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Mol Cell Biol. 1996 Mar;16(3):859-67.

Regulation of p16CDKN2 expression and its implications for cell immortalization and senescence.

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Imperial Cancer Research Fund Laboratories, London, United Kingdom.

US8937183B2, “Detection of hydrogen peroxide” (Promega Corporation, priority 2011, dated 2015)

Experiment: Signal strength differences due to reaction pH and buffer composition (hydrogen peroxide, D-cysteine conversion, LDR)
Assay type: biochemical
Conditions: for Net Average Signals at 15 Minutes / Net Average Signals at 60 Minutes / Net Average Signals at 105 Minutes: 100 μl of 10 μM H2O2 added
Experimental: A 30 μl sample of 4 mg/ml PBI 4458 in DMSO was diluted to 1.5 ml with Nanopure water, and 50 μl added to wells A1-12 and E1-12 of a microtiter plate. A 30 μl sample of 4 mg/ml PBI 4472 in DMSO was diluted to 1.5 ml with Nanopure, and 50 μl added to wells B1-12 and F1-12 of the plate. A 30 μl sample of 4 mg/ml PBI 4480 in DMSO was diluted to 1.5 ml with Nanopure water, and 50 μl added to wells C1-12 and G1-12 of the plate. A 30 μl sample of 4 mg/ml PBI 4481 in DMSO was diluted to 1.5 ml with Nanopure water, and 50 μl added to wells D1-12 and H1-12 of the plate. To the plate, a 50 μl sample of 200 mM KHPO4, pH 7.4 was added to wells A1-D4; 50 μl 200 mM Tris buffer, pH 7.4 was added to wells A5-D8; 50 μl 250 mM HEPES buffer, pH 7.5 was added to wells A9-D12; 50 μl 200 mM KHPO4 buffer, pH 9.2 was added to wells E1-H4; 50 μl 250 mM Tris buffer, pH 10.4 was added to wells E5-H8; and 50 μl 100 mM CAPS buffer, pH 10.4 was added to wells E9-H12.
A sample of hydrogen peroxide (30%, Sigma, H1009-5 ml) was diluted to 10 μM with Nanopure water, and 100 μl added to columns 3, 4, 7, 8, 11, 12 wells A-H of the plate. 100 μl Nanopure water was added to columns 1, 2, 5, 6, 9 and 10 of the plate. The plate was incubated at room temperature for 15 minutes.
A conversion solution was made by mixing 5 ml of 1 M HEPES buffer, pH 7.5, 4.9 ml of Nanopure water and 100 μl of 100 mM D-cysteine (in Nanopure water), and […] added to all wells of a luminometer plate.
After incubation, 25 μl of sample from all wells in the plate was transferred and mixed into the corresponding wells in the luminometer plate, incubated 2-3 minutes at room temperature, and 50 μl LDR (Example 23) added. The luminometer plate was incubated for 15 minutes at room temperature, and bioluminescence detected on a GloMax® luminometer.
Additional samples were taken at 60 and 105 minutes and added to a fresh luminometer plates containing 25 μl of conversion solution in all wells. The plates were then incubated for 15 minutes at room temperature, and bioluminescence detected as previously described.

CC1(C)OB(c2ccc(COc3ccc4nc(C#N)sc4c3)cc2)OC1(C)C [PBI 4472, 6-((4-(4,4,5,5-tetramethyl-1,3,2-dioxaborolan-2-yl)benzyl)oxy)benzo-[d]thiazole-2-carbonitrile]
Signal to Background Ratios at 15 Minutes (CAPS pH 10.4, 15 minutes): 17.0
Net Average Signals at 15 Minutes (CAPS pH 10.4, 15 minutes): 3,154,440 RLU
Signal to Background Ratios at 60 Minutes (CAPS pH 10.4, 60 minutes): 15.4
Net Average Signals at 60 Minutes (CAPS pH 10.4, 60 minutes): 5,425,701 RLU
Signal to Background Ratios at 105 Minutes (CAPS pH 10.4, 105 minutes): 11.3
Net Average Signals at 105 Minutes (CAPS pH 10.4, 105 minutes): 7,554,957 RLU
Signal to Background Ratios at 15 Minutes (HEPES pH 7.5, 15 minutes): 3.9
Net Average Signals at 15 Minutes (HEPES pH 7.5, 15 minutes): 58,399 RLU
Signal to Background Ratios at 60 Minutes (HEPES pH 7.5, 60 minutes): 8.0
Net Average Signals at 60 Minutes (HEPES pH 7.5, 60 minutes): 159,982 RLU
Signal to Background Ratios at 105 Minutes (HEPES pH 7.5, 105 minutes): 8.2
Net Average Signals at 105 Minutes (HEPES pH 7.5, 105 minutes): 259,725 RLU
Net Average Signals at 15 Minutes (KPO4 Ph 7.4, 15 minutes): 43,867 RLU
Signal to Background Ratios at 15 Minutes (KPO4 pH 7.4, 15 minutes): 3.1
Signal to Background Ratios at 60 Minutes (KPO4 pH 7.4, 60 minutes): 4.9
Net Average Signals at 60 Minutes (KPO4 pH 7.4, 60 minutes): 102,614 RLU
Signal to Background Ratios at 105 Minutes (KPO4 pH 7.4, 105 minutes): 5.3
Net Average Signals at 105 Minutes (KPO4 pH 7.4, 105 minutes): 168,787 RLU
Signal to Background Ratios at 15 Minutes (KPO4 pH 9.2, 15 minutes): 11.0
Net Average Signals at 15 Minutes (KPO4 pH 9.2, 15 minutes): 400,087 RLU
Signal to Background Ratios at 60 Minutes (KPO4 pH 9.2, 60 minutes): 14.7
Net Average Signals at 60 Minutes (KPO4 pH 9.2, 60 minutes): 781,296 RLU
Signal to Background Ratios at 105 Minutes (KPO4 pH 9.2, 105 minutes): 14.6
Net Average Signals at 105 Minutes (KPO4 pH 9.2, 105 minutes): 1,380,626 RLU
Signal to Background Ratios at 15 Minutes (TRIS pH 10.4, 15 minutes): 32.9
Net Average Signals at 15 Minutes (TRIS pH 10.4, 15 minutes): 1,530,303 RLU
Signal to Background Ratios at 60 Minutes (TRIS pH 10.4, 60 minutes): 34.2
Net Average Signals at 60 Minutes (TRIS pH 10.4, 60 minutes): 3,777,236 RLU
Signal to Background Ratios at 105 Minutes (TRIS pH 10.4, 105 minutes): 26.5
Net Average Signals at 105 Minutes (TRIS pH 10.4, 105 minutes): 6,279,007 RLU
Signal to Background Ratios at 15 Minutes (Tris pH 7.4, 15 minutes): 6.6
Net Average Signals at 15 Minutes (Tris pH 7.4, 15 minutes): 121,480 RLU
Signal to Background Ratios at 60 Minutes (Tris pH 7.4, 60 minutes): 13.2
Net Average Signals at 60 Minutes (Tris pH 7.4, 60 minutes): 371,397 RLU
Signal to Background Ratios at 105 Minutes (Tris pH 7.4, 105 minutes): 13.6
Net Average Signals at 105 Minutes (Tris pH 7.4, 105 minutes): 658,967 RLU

p16CDKN2 specifically binds to and inhibits the cyclin-dependent kinases CDK4 and CDK6, which function as regulators of cell cycle progression in G1 by contributing to the phosphorylation of the retinoblastoma protein (pRB). Human cell lines lacking functional pRB contain high levels of p16 RNA and protein, suggesting a negative feedback loop by which pRB might regulate p16 expression in late G1. By a combination of nuclear run-on assays and promoter analyses in human fibroblasts expressing a temperature-sensitive simian virus 40 T antigen, we show that p16 transcription is affected by the status of pRB and define a region in the p16 promoter that is required for this response. However, the effect is not sufficient to account for the differences in p16 RNA levels between pRB-positive and -negative cells. Moreover, p16 RNA is extremely stable, and the levels do not change appreciably during the cell cycle. Primary human fibroblasts express very low levels of p16, but the RNA and protein accumulate in late-passage, senescent cells. The apparent overexpression of p16 in pRB-negative cell lines is therefore caused by at least two factors: loss of repression by pRB and an increase in the number of population doublings.

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